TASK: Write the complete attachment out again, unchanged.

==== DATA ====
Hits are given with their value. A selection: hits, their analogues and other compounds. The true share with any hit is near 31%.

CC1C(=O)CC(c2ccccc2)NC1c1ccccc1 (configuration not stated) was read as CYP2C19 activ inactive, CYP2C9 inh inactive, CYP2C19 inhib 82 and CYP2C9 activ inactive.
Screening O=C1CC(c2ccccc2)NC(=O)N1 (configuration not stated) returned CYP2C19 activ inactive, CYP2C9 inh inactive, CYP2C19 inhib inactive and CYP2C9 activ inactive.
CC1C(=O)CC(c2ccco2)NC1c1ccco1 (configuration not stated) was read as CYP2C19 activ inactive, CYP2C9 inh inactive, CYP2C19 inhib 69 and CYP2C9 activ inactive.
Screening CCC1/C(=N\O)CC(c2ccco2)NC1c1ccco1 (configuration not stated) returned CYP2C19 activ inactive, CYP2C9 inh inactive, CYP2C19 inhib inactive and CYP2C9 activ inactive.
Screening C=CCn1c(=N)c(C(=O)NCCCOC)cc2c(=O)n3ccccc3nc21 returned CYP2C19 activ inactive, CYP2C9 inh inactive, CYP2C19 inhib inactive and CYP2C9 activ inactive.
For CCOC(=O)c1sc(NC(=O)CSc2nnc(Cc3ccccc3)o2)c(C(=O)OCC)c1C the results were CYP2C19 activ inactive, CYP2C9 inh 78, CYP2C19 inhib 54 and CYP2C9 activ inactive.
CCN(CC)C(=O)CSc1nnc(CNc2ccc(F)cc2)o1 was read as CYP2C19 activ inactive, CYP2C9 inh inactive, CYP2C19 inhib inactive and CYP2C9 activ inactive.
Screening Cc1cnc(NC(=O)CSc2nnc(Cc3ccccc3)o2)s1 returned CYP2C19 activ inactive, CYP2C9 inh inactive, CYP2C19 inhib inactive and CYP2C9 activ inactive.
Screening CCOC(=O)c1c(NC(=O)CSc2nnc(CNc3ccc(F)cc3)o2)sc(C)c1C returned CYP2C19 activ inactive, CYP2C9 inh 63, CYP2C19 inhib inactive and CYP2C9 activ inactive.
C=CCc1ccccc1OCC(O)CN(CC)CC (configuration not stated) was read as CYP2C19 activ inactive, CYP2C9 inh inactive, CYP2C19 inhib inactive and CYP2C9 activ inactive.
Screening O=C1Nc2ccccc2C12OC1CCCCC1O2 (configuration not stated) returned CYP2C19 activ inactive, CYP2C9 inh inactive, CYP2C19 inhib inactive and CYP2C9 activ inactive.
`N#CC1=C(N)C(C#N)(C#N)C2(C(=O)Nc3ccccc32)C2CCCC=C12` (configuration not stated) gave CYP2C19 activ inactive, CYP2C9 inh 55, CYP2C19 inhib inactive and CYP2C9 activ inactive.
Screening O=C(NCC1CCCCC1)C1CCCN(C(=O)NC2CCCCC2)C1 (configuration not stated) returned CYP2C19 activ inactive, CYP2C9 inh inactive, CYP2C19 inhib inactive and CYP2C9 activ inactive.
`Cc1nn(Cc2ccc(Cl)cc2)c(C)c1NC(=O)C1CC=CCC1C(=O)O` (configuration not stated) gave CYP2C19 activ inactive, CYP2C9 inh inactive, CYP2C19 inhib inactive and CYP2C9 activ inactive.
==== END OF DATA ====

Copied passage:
Hits are given with their value. A selection: hits, their analogues and other compounds. The true share with any hit is near 31%.

CC1C(=O)CC(c2ccccc2)NC1c1ccccc1 (configuration not stated) was read as CYP2C19 activ inactive, CYP2C9 inh inactive, CYP2C19 inhib 82 and CYP2C9 activ inactive.
Screening O=C1CC(c2ccccc2)NC(=O)N1 (configuration not stated) returned CYP2C19 activ inactive, CYP2C9 inh inactive, CYP2C19 inhib inactive and CYP2C9 activ inactive.
CC1C(=O)CC(c2ccco2)NC1c1ccco1 (configuration not stated) was read as CYP2C19 activ inactive, CYP2C9 inh inactive, CYP2C19 inhib 69 and CYP2C9 activ inactive.
Screening CCC1/C(=N\O)CC(c2ccco2)NC1c1ccco1 (configuration not stated) returned CYP2C19 activ inactive, CYP2C9 inh inactive, CYP2C19 inhib inactive and CYP2C9 activ inactive.
Screening C=CCn1c(=N)c(C(=O)NCCCOC)cc2c(=O)n3ccccc3nc21 returned CYP2C19 activ inactive, CYP2C9 inh inactive, CYP2C19 inhib inactive and CYP2C9 activ inactive.
For CCOC(=O)c1sc(NC(=O)CSc2nnc(Cc3ccccc3)o2)c(C(=O)OCC)c1C the results were CYP2C19 activ inactive, CYP2C9 inh 78, CYP2C19 inhib 54 and CYP2C9 activ inactive.
CCN(CC)C(=O)CSc1nnc(CNc2ccc(F)cc2)o1 was read as CYP2C19 activ inactive, CYP2C9 inh inactive, CYP2C19 inhib inactive and CYP2C9 activ inactive.
Screening Cc1cnc(NC(=O)CSc2nnc(Cc3ccccc3)o2)s1 returned CYP2C19 activ inactive, CYP2C9 inh inactive, CYP2C19 inhib inactive and CYP2C9 activ inactive.
Screening CCOC(=O)c1c(NC(=O)CSc2nnc(CNc3ccc(F)cc3)o2)sc(C)c1C returned CYP2C19 activ inactive, CYP2C9 inh 63, CYP2C19 inhib inactive and CYP2C9 activ inactive.
C=CCc1ccccc1OCC(O)CN(CC)CC (configuration not stated) was read as CYP2C19 activ inactive, CYP2C9 inh inactive, CYP2C19 inhib inactive and CYP2C9 activ inactive.
Screening O=C1Nc2ccccc2C12OC1CCCCC1O2 (configuration not stated) returned CYP2C19 activ inactive, CYP2C9 inh inactive, CYP2C19 inhib inactive and CYP2C9 activ inactive.
`N#CC1=C(N)C(C#N)(C#N)C2(C(=O)Nc3ccccc32)C2CCCC=C12` (configuration not stated) gave CYP2C19 activ inactive, CYP2C9 inh 55, CYP2C19 inhib inactive and CYP2C9 activ inactive.
Screening O=C(NCC1CCCCC1)C1CCCN(C(=O)NC2CCCCC2)C1 (configuration not stated) returned CYP2C19 activ inactive, CYP2C9 inh inactive, CYP2C19 inhib inactive and CYP2C9 activ inactive.
`Cc1nn(Cc2ccc(Cl)cc2)c(C)c1NC(=O)C1CC=CCC1C(=O)O` (configuration not stated) gave CYP2C19 activ inactive, CYP2C9 inh inactive, CYP2C19 inhib inactive and CYP2C9 activ inactive.